The Bennington strategic economic development plan has just been released by the BCRC and, I believe, Mullin Associates. I do question whether Mr. Mullin even read the report, or had any part in writing it. The $18,000 grant that went to pay for this, in my humble opinion, was wasted. I hope the new Select Board, after reading this report, will ask for a return of that money so that they can hire someone else to take a fresh look at Bennington’s economic future, and not just reiterate our existing town plan.
I urge readers to go out, get a copy of the plan from the town or the BCRC, and then make up your own mind as to whether there is anything fresh or new in it. Without going into details, the plan repeats itself over and over, never looking at key issues that face our town. It never mentions how we can or can’t benefit from the new bypass; it never even talks about our commercial district on Northside Drive. However, our downtown gets prominent mention without ever discussing how Bennington can fill the growing number of empty storefronts.
Bennington’s downtown designation was renewed once again, according to Community Development Director Michael Harrington. Mr. Harrington took special pains to note that the district has been expanded to include the old Catamount Elementary school, which is now acting as a soccer-training facility (with the potential for it to have a bar/lounge in the facility).
But what does it bring to our downtown? Or even to the rest of the town. New business? New tax revenues? New traffic from which existing businesses can kickstart some growth? I think Bennington needs more than just that.
Let me fill in my own version of Bennington’s economic development plan. Where the $18,000 report didn’t go, I’ll provide some insight for free.
First, if we want to save the taxpayers of Bennington $1,000 or more per week, let’s get rid of the Community Development Director position. That money could be better spent to hire a professional recruiter of business for the town.
Next, if we want to get our youth interested in both business and preserving downtown, why not provide a handful of students with vending permits to allow them to sell various foods along Main Street. This would give them a stake in the town, a leg up on college savings, and perhaps an incentive to return to Bennington and start their own business that could benefit all of us. It would also be a cheap way of getting more interest and foot traffic downtown, which might also help our struggling businesses.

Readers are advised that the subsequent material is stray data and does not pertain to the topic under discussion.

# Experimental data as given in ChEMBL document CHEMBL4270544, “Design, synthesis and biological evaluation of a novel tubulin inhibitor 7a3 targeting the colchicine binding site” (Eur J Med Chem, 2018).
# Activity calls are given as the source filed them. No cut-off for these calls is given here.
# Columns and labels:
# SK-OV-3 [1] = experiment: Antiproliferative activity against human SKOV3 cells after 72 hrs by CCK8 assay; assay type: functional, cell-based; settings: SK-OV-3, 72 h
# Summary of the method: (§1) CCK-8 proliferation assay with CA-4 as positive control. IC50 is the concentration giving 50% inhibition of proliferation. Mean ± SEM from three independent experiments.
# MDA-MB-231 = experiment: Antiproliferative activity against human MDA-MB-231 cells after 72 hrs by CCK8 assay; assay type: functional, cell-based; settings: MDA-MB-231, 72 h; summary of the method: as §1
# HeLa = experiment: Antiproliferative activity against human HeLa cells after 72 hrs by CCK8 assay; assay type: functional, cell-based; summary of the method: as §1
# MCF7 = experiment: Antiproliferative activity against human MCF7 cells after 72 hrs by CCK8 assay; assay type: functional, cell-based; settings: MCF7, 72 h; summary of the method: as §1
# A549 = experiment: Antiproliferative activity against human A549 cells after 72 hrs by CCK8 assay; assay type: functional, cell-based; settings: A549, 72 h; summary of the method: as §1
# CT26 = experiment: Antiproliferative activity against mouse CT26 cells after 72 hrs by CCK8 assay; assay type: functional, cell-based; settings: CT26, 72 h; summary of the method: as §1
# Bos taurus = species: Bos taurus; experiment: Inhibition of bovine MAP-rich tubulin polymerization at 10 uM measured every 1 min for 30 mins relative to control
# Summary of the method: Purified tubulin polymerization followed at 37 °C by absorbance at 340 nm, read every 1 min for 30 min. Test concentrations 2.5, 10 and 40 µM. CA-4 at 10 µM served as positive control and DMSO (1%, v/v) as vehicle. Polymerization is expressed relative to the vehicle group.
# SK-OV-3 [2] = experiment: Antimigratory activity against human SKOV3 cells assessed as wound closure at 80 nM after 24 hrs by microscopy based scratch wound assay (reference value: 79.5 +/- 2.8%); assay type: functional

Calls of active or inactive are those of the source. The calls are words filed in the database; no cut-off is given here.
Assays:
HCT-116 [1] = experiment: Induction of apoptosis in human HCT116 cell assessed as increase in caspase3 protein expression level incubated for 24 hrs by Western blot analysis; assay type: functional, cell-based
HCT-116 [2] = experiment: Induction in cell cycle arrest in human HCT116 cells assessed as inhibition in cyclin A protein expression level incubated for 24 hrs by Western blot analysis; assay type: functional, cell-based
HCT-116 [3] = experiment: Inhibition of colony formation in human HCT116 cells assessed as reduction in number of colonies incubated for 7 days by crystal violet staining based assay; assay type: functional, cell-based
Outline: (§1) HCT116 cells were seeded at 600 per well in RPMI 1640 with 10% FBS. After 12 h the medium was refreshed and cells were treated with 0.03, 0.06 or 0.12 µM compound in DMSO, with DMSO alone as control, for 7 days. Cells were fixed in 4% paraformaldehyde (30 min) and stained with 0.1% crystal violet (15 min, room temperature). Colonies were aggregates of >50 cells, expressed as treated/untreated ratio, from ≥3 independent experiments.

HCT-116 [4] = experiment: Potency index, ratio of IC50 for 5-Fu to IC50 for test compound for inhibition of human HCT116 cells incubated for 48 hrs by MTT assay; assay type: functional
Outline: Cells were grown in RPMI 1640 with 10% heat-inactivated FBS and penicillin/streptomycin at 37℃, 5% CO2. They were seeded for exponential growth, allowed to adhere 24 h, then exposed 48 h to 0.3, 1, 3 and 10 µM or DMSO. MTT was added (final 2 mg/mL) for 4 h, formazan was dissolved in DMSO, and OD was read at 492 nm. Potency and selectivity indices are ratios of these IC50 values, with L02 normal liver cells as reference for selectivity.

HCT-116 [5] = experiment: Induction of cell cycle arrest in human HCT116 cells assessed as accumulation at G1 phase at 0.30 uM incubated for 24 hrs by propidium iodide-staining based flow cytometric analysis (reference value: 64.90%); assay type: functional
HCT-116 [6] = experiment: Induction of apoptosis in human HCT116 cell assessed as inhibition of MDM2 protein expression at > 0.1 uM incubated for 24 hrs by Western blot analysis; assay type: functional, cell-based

For entertainment downtown this year, why can’t we enlist our talented high-school students to put together evening music programs. Perhaps we could even provide the kids with a small financial stipend to both help them cover expenses and provide a bit of additional incentive.
Perhaps we could use a portion of the $200,000 coming from the Wal-Mart settlement to offset a portion of the rent for any new businesses that come to Bennington and occupy a vacant storefront downtown.
And finally, we need to consider hiring a lobbyist to engage the state legislature to get the funding needed to fix Northside Drive and turn it into the commercial center it should be for this town. For too long, it has suffered from neglect as the state refuses to put money into paving or improvements, and the town refuses to take responsibility for a state road. This must change if Bennington is ever to develop a balanced and viable town-wide economy.
The plan also states that a community cannot grow without a good school system. I went to the last Bennington School District meeting, and they are working hard to bring the budget in line with voter demands. The school board’s responsibility is to educate our children as best as possible. However, it is not the role of the school board to boost growth in the town. Without raising the grand list, we cannot adequately support our schools to give our kids the first-rate education they and the town need for future success. That, in the end, is the job of Bennington’s Select Board.
Mike Bethel is a resident of Bennington.